Recently, I had an incident that occurred with a client which prompted this post alongside a slight change to how I do things with clients. In short, this was a situation wherein there were too many hands in the cookie jar because the client in question decided that it was pertinent to hire three or four other workers alongside me, despite our conversations about how it was better to avoid complicating things. It dawned on me, as this was occurring, that he had little to no idea of why this can be an issue, so I thought I'd talk about it here.
To start us off, think for a moment about working in a kitchen with others, as that's something we've all done. What happens when you add another person to the group working on cooking a meal? The room gets slightly more crowded with each addition of a new body. Even when doing prep work, each person needs between a foot and a foot and a half of elbow room, not counting the counter space, to say nothing of the cook, whose likely wandering around the kitchen. When you've only got 6 or 7 feet of counter space on each side of the kitchen, with an aisle that's ~3 feet across, that space gets damned crowded. You've got people running around with knives, spices, meats, veggies, hot pots, boiling water, and Gods know what else; the area quickly becomes a hazardous sight.
Magic's really not all that different. If your life is the stew and the sorcerer's the chef, its up to the chef to season the stew to provide you with what you ordered (the magical result). If I am seasoning the stew, I have a pretty good idea of what spices I need to add, and what prep work I need to do. If you start adding other chefs to the mix, soon its going to become an incomprehensible mess, as I don't have the slightest idea what the hell the chef to my right is doing to the stew. He's probably adding spices I'd never thought of with impunity, totally unaware of the fact that the meat in the stew is intentionally flavored a specific way.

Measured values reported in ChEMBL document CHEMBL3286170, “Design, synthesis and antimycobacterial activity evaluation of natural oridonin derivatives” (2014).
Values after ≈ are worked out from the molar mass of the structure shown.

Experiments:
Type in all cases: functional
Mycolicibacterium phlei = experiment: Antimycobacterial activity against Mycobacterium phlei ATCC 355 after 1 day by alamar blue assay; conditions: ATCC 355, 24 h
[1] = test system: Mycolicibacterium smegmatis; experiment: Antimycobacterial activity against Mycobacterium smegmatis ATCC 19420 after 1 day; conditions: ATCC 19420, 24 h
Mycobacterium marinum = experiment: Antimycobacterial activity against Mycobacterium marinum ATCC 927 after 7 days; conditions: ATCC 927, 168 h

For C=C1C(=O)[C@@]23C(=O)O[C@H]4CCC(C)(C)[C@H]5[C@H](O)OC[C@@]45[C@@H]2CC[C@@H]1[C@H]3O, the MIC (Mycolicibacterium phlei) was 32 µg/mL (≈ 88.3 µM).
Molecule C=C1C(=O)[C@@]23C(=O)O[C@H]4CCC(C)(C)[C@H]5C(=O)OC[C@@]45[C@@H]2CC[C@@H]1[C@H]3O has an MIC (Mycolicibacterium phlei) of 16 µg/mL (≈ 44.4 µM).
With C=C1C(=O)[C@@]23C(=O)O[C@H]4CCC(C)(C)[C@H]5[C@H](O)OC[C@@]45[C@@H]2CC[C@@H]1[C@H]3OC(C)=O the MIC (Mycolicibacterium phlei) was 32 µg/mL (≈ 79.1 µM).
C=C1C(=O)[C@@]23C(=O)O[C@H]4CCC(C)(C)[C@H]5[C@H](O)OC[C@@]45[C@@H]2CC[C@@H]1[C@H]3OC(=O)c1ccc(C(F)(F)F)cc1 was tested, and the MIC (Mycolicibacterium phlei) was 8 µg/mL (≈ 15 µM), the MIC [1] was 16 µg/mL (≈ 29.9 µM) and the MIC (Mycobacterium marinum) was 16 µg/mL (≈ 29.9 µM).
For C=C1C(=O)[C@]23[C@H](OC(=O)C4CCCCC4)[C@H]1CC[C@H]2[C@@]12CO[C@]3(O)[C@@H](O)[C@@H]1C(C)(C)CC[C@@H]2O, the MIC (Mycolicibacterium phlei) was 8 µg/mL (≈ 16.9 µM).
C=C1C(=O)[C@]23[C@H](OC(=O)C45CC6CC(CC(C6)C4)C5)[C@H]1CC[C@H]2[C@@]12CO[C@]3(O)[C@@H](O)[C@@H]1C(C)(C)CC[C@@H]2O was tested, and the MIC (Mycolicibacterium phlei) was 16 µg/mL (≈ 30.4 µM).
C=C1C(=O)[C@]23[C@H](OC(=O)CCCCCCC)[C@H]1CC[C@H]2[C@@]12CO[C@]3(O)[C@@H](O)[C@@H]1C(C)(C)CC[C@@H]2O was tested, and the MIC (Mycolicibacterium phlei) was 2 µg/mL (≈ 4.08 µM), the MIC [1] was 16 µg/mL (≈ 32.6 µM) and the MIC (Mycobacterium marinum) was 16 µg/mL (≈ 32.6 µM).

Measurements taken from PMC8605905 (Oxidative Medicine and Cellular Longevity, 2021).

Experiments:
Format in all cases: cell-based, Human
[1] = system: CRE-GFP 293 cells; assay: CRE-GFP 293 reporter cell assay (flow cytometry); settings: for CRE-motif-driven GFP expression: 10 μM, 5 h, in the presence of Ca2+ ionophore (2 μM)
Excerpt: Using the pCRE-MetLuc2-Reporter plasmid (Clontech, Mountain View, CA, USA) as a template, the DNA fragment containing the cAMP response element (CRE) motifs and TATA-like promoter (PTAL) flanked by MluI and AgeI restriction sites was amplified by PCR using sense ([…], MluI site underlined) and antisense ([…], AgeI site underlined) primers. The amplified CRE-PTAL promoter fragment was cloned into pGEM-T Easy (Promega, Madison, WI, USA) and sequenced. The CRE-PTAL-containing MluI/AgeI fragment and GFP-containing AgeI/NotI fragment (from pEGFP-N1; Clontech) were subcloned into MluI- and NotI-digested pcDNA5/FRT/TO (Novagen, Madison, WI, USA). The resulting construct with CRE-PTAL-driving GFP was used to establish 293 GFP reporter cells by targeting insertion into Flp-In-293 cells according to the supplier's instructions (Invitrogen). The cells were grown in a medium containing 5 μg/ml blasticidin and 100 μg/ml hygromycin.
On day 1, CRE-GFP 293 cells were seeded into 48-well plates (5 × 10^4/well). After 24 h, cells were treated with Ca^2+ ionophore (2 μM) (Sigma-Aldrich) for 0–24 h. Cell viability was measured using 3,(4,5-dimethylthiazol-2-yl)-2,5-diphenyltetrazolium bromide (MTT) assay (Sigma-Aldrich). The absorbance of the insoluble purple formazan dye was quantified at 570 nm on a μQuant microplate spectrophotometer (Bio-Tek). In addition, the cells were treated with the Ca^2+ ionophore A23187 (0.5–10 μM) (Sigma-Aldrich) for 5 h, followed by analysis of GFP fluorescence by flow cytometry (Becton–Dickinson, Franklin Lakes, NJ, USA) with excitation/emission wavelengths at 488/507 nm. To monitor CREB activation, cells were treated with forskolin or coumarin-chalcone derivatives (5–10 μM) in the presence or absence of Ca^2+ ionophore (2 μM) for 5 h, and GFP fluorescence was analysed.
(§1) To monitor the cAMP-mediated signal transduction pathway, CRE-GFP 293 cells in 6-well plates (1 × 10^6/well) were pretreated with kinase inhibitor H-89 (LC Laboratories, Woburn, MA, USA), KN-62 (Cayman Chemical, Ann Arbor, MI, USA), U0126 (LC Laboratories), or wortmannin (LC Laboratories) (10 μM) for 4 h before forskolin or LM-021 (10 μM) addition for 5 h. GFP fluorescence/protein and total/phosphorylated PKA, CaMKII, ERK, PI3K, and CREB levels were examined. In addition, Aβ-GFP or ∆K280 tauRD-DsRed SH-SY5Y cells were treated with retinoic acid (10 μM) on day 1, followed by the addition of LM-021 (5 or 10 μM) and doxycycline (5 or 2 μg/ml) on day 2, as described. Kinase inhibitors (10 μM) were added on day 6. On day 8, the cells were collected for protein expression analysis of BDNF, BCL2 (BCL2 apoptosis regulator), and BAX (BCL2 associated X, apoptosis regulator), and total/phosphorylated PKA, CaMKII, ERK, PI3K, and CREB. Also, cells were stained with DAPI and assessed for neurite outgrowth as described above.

To drop the metaphor and get down to brass tacks, in essence, when there are too many folks doing magical work at one time, the situation can get incredibly complicated. The fact is that every working I do changes fate ever so slightly...when I'm the only one fiddling around, I can do this with a fair deal of control. That's no longer the case when you have one other spirit worker doing work concurrently. Adding more to the mix only further complicates the problem.
That being the case, its not an issue if you hired someone to do the work prior to getting me involved, so long as they've already done their work. Its also not an issue for you to hire someone a few months after I've done the work if the case is not, Heavens forbid, resolved. But for the love of all that is holy, do not hire someone else while you're having me do the work. It'll likely become a convoluted mess and have really crappy repercussions in your life.
Granted, with that said, there's some flex to this "rule". The fact is that some magical work is incredibly touchy, and other types are really rather cut and dry, for the most part. Love work is naturally a pain, and everything's a balancing game, so that's a terrible time to add confusion to the mix. Uncrossing and blessing work, however, is very direct...its simple, and generally, there's not a heck of a lot of confusion that can be caused.
Just do bear this in mind when you're either doing work for other people or having work done for you, as I'd hate to see your result get dorked up because of impatience or indecisiveness on your part.